Over the last few days I’ve been involved in a heated argument in the burner community about a specific art project on a specific participatory festival. It has been years since I got into a match of to-ing and fro-ing opinions back and forth like this, and for good reason. At least if the reason is that you actually think that heated discussions will actually lead to any significant change in the person whose opinion yours differ from.
I have, however (and perhaps not to my credit), been taking a sort of meta perspective on the whole thing at the same time as I’ve engaged in it. Immersed and suspended in the air above, you could say. Although I have had some opinions, it has almost also been a kind of scientific study of how people react to one another and under what circumstances change is possible.
Let me first of all say that listening to people is a core part of my job. My ph.d. thesis rests on a tremendous amount of focus group interview material. About a thousand pages worth of interviews, transcribed. Also, the theme of my thesis is not some fluffy out-of-touch style academia topic. It’s about religion and politics, what people put into these concepts and how they relate them to each other; how the relation looks today and what the relation should look like in the best of worlds, according to them. My role in the focus groups has been to set people on a talking-path by asking as open questions as possible. And for the most part this has worked very very well. At one point, early in my interviews, I posed the question ”what is the good society to you?” to one of my focus groups. That was all I said, and then they talked about it non-stop for 30 minutes, where I didn’t say a single word.
So I know a thing or two about listening. And I know a thing or two about the power of the right questions. (Again, I will choose to not reiterate the question at the heart of the matter, as not to make people feel like I point fingers at them.) The story goes like this: A controversial arts project was announced (on the Facebook page of the event), and it was presented with very (very) little information about how the project would happen. A lot of people thought it was exciting and about 100 people had already clicked like and commented with their anticipation of the project, when the first negative comment came. ”How could you possibly think this is ok? Call me triggered?” ”I now wont come to the festival at all” ”WFT” and so went the list.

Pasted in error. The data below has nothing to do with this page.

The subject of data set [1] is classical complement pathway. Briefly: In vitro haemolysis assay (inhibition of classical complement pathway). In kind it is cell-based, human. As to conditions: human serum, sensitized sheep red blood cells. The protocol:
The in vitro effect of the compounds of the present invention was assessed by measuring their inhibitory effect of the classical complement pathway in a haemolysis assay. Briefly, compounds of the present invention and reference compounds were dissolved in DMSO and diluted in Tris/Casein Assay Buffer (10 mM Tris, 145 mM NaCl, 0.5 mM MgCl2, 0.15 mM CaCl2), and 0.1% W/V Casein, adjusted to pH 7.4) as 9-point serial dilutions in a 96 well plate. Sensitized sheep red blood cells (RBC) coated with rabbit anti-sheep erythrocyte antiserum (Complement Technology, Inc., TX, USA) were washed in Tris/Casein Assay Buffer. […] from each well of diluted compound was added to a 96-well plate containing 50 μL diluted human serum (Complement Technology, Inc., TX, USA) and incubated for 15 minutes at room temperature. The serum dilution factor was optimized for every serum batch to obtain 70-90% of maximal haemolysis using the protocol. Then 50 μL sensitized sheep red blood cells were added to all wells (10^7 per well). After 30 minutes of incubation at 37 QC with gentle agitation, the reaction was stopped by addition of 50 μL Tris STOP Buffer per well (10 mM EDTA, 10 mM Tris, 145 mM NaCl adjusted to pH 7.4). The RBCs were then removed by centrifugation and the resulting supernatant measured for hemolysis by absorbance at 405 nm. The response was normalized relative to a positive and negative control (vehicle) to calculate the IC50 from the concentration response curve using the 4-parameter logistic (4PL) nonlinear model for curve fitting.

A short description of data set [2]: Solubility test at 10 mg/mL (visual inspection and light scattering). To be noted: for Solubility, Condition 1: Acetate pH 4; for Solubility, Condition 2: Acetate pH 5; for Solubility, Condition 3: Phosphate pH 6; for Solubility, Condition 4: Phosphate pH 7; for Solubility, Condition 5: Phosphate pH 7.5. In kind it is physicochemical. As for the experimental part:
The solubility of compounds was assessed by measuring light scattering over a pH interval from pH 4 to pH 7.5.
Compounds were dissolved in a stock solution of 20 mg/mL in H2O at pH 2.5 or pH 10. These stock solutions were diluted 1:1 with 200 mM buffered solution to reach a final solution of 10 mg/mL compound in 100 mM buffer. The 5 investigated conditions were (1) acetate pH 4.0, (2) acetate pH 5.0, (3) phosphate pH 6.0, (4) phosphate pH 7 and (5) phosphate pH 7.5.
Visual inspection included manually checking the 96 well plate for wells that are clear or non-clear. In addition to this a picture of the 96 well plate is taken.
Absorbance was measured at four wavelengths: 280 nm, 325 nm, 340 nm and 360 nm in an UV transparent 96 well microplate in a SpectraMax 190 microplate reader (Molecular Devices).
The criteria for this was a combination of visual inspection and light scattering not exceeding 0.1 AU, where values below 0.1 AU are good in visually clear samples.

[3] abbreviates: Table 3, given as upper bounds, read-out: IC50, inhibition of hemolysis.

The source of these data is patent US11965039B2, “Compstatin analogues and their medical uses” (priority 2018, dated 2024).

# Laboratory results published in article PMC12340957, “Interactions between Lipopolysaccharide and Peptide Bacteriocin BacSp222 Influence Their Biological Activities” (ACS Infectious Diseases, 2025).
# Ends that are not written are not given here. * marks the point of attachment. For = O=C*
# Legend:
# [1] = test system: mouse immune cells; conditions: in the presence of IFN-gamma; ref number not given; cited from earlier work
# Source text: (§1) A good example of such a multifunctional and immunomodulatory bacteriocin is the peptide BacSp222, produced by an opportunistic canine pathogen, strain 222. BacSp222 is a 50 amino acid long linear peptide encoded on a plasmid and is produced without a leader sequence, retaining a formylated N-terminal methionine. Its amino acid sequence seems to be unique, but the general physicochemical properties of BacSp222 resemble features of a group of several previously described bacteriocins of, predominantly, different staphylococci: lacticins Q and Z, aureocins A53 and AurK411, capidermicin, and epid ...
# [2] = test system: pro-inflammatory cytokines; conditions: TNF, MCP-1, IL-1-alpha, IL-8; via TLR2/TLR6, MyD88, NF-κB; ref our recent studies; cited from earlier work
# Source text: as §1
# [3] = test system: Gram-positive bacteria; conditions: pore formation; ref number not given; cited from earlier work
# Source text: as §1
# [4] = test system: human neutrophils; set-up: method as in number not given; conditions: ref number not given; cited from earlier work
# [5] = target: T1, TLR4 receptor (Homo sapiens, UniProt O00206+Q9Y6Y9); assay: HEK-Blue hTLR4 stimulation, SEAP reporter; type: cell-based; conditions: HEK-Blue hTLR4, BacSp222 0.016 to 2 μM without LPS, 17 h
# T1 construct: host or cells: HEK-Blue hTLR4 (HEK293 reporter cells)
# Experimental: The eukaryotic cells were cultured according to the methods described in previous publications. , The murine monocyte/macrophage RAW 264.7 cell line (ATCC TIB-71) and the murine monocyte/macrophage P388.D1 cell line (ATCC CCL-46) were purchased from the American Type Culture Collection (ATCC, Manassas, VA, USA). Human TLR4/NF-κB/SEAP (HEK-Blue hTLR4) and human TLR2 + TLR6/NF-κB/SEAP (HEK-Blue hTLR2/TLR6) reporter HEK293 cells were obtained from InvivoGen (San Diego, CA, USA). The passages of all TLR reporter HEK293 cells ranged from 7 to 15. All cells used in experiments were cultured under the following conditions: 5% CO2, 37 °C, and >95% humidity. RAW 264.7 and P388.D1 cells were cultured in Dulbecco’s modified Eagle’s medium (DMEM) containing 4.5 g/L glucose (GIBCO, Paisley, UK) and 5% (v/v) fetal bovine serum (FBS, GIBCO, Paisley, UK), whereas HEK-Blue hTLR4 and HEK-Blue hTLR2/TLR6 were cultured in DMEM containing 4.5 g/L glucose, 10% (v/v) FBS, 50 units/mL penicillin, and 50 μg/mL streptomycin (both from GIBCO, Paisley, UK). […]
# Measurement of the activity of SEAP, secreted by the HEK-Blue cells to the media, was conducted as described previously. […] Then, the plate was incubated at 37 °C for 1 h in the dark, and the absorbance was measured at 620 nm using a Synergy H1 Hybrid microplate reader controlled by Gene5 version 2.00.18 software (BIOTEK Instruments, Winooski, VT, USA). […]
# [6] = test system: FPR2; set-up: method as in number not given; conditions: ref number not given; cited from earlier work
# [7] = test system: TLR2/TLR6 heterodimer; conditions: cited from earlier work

At first the organiser was patient and ensured the angry commenteers that there had been reading up on the controversial topic at the heart of the arts project, and that thought had gone into the planning. Somehow, this was not an acceptable answer. They had to write more clearly exactly what they were planning, angry facebook profile x said. Hear hear, said angry facebook profile y. This is about the time where I jumped in, and said that it is fair to assume that there may be reasons why you don’t all the information beforehand, if you plan on doing something that may contain an element of surprise that is crucial for the experience; giving away the ending of a story, before someone starts to read it, will not necessarily help people appreciate the story, right? Furthermore, I broadened the scope. Angry facebook profiles x and y had decided that one definition of the controversial word (let’s say that the controversial word was pizza, to keep this less abstract) was the one to focus on. Don’t you see how you make people feel unsafe when you throw around your mozzarella pizza. It didn’t help much that several people said that, ’well, there are other toppings for pizza, not everything is about mozzarella’. Again, this didn’t help at all. The responses from angry x and y, was that ’well, if the organiser would’ve been clearer about his pizza-intentions, but there is no mention of the toppings you describe’, ’and also, the organiser is still not telling us exactly everything’. And so it went, round and round in a circle of indignation, and refusal to let go of the equation that all pizza must have mozzarella on it.